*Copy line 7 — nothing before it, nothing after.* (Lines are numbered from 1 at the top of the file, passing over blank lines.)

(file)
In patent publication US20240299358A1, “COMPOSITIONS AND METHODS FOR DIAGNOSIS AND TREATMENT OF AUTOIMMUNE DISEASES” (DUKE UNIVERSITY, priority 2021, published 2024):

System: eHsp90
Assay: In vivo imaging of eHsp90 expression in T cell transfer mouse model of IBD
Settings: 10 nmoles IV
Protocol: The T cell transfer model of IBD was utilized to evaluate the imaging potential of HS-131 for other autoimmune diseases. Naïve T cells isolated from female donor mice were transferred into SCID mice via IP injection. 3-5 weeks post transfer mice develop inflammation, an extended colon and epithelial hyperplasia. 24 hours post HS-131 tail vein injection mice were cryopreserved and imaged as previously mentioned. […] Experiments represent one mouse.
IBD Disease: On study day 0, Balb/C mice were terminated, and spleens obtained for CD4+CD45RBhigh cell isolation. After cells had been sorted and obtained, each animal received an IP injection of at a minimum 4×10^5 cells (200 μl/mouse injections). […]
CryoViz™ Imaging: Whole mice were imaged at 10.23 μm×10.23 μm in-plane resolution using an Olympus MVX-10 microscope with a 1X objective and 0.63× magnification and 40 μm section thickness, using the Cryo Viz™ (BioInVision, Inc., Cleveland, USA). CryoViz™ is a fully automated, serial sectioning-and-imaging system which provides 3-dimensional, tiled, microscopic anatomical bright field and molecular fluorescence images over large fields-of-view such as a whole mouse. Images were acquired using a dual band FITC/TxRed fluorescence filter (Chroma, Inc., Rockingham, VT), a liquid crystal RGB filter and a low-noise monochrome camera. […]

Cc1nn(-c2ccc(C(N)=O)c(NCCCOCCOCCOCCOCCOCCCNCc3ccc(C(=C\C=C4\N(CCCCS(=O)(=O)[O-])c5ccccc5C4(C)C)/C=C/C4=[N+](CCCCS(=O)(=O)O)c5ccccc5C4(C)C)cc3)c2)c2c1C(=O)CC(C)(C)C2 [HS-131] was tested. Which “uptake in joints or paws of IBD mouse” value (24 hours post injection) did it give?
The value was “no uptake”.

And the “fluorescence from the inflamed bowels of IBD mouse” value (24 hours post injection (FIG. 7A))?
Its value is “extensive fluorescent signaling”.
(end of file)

CryoViz™ Imaging: Whole mice were imaged at 10.23 μm×10.23 μm in-plane resolution using an Olympus MVX-10 microscope with a 1X objective and 0.63× magnification and 40 μm section thickness, using the Cryo Viz™ (BioInVision, Inc., Cleveland, USA). CryoViz™ is a fully automated, serial sectioning-and-imaging system which provides 3-dimensional, tiled, microscopic anatomical bright field and molecular fluorescence images over large fields-of-view such as a whole mouse. Images were acquired using a dual band FITC/TxRed fluorescence filter (Chroma, Inc., Rockingham, VT), a liquid crystal RGB filter and a low-noise monochrome camera. […]